Virginian-Pilot columnist Kerry Dougherty completely misses the point in an acerbic rant against the mounting support for Ryan Frederick.
Blogger TheHim offers a point-by-point refutation. I’ll just add a few things.
Then there’s her predictable “if you don’t like the drug laws, change them–but don’t blame cops for enforcing the law” line. Even if you agree with drug prohibition, I think many reasonable people still find the idea of using home invasions to enforce it discomforting. And even if you agree with that, there remains the problem that the police were breaking into this man’s house based only a tip from an informant, with no corroborating investigation. The major grow operation the informant said police would find in Frederick’s house wasn’t there. The only drug charge against Frederick is a misdemeanor.
Maybe Frederick shouldn’t have fired as soon as he did. But if he hadn’t, if he had met Shivers and his partner with a gun when they broke into the house, he’d likely be dead. So I guess the third option here is that Frederick should never have had a gun in his home at all. But then, it isn’t surprising that Dougherty wouldn’t be much on the Second Amendment. She doesn’t particularly like the Sixth, either:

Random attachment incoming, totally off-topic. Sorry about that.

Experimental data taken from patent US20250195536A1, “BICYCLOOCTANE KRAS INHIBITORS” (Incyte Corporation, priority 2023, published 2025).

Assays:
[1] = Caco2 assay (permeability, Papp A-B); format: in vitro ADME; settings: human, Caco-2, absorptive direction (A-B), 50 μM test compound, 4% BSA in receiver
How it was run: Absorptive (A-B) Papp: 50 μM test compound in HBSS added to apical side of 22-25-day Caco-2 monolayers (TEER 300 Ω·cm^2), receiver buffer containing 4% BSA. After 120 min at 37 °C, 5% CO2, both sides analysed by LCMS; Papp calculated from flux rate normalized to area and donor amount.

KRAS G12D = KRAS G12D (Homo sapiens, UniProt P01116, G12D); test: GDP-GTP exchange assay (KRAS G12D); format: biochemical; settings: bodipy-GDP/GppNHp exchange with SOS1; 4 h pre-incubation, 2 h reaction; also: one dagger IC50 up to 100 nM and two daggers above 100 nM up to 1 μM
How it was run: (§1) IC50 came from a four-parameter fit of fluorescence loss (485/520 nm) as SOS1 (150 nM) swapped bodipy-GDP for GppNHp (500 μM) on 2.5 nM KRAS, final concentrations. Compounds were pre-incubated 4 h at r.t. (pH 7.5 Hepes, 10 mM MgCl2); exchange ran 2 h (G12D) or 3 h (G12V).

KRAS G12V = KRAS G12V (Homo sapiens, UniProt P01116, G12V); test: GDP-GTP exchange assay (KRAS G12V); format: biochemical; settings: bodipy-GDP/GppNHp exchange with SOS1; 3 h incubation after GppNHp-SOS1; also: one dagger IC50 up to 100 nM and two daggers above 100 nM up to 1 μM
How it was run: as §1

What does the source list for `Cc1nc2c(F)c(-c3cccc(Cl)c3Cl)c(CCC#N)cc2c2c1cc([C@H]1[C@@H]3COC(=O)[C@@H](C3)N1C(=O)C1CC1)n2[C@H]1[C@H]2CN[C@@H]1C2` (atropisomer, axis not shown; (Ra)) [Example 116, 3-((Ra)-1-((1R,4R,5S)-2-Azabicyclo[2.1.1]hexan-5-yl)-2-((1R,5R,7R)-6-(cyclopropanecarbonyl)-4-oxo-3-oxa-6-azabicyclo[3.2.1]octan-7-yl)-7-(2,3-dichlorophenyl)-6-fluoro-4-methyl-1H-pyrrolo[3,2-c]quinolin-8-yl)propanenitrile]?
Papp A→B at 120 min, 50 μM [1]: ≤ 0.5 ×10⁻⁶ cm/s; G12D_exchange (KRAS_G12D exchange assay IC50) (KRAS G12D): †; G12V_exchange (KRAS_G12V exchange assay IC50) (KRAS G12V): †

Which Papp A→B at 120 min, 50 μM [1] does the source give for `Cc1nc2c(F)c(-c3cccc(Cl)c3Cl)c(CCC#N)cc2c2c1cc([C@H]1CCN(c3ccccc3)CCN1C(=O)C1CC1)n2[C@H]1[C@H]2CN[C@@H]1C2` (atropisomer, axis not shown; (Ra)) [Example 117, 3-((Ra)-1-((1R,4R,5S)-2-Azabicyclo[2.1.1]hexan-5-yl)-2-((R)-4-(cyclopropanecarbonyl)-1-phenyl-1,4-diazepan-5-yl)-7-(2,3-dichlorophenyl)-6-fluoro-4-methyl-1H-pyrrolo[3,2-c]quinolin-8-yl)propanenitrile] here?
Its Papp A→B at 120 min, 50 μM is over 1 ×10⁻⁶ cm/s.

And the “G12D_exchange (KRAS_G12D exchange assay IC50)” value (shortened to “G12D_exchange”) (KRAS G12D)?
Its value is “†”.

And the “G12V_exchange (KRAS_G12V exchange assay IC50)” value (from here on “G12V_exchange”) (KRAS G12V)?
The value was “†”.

When was the last time you heard a defense lawyer, in a highly publicized murder case, no less, say that he does not want a change of venue?
“No, no, he has too much support here,” said Frederick’s attorney, James Broccoletti, when asked if he’d like the trial moved.
If it’s unfair to have a jury pool skewed toward conviction, it should also be unfair to have one awash in sympathizers.
Dougherty’s admonition to “wait for the facts” is also off the mark. It isn’t a journalist’s job to sit around and wait for the police, the prosecutor, or other members of the government to tell us what the facts are. Our job is to go out and gather the facts on our own. As we saw in Atlanta a little over a year ago, the authorities’ account of “the facts” is often quite different than what actually happened. There are patterns that emerge in these botched raids. It’s important to hold the police and prosecutors accountable early, and to get to important information before they can find ways to bury it.
Yes, it’s tragic that a cop is dead, a woman widowed, and two kids are now fatherless. It’s also tragic that a man’s life has been ruined because of poor police work. What’s most troubling about Dougherty’s column is that when faced with the troubling facts about this case (Frederick’s lack of prior record, evidence of a sloppy police investigation, problems with the informant, the absence of any marijuana growing operation, neighbors who contradict police reports), the first reaction from Dougherty, a journalist, is to blame the people asking questions.